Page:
EgyptAir Flight 990
Had A 'Controlled Descent'

WASHINGTON (AFP) - Preliminary information from the in-flight data recorder on downed EgyptAir Flight 990 show that contrary to earlier reports, the plane fell in a "controlled descent," the lead investigator said Wednesday.
"The data show an uneventful flight, cruising at 33,000 feet (11,000 meters). The first event we note is the autopilot disconnecting. About eight seconds later, the airplane begins what appears to be a controlled descent," said Jim Hall, chairman of the National Transportation Safety Board in a press conference.
Hall did not say whether the automatic pilot was disconnected manually by the pilots or automatically.
"Data recovered so far indicate the airplane descending to 19,000 feet. We are still in the process of recovering data from the remaining five to ten seconds," he said, adding that the plane did not near the speed of sound during its fall.
Hall also said that preliminary data does not indicate that the plane's thrust reversers deployed during the brief flight.
Earlier data compiled from radar centers along the eastern US coast had indicated that the Boeing 767 made a series of violent ups and downs -- possible nearing the speed of sound at one point -- before crashing into the ocean.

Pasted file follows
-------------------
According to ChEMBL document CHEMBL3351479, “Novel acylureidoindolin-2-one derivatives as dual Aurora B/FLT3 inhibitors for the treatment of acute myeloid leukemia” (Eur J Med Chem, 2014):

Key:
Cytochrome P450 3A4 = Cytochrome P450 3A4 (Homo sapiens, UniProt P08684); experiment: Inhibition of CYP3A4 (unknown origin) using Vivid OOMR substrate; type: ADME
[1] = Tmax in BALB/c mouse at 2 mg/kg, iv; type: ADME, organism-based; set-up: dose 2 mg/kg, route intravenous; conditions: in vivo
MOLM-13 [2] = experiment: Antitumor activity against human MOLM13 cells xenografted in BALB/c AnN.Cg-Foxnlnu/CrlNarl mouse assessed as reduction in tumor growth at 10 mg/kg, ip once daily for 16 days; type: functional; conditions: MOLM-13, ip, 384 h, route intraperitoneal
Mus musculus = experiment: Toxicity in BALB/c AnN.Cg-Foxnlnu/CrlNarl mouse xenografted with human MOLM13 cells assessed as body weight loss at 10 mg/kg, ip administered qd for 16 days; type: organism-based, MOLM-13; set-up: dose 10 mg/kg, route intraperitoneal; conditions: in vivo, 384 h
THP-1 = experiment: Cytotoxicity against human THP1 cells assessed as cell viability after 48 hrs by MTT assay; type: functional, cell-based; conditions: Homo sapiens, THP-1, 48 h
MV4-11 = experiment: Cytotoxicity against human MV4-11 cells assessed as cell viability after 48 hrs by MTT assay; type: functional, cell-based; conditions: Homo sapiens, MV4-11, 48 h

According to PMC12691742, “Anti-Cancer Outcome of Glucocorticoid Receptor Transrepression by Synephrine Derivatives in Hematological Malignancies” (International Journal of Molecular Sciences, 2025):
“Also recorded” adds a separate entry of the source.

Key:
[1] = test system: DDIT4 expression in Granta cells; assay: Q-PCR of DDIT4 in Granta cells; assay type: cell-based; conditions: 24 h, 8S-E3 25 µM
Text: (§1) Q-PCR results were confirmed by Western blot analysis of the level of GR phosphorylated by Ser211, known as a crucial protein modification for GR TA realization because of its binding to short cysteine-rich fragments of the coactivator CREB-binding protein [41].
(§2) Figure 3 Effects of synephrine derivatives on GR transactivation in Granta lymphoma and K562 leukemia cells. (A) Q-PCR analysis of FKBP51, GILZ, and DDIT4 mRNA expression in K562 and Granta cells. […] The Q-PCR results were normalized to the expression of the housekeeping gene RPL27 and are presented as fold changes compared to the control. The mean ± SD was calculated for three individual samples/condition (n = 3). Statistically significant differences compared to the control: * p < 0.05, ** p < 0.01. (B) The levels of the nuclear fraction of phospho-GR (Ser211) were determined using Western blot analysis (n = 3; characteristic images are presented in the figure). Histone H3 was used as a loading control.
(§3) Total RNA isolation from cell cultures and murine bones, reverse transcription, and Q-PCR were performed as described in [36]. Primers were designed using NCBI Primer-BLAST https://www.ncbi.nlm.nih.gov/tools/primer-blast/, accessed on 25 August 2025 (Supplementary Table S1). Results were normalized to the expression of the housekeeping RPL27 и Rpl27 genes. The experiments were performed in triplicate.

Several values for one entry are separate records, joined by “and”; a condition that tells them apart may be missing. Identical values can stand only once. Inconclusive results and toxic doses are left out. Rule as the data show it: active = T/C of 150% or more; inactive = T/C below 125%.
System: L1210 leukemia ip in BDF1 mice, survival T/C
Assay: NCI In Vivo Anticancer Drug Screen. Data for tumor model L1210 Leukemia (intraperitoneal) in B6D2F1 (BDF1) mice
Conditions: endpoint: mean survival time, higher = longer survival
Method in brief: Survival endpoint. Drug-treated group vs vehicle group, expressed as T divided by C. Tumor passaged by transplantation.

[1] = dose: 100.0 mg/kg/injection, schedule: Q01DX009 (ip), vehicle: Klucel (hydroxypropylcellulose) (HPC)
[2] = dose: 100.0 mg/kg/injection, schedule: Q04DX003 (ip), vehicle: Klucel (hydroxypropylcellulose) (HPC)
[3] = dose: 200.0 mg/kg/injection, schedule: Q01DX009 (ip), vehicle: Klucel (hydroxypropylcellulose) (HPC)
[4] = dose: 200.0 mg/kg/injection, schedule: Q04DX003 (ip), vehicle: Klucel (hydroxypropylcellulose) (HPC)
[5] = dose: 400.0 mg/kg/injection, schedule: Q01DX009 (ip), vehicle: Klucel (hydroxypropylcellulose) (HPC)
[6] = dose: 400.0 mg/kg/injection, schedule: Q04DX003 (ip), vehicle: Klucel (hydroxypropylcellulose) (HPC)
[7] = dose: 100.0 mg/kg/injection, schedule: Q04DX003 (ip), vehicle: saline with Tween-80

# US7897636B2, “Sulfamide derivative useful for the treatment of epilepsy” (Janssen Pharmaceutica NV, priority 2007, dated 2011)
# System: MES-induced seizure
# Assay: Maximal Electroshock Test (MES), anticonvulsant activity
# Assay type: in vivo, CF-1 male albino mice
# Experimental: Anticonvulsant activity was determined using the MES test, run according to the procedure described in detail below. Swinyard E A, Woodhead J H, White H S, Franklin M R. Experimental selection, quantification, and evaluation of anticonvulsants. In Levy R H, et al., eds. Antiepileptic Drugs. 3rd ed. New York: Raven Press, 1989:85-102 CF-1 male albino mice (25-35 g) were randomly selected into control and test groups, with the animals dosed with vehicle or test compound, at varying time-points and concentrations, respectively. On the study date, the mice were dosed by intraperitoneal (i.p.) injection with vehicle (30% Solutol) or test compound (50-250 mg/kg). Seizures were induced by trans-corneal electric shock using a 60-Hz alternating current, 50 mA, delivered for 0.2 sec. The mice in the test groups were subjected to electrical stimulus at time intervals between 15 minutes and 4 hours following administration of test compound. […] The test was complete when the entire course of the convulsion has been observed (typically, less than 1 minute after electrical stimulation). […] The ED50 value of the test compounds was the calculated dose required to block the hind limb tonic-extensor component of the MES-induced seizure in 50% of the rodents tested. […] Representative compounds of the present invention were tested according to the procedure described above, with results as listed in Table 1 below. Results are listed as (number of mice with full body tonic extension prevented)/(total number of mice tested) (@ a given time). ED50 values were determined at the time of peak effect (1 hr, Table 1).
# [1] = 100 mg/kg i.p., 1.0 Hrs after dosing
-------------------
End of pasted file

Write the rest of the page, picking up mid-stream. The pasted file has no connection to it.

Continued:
One of the plane's thrust reversers, which pilots use on the ground during landings to slow the plane, was broken and had been locked into place before takeoff. A malfunction in the thrust reverser had caused the 1991 crash of a Lauda Air Boeing 767 in Thailand, and a similar scenario was considered a possible cause of the EgyptAir crash.
The Cairo-bound flight crashed into the ocean 100 kilometers (60 miles) off the coast of Nantucket island, killing all 217 people on board, only about 30 minutes after take-off from John F. Kennedy International Airport in New York.
Hall repeated that the data from the recorders is "preliminary," stressing that the investigation is continuing.
"The proper analysis of this information ... needs to be done accurately and carefully," he said.
Hall also announced that in accordance with NTSB regulations and the International Civil Aviation Organization, he has formed a team of experts to analyze the black box.
The team includes investigators from the NTSB, the Federal Aviation Administration, Egyptian authorities, Boeing, and Pratt and Whittney, the company that makes the recorders.
"It will be their job to read out and, in more detail, confirm all the data pertaining to this accident," Hall said.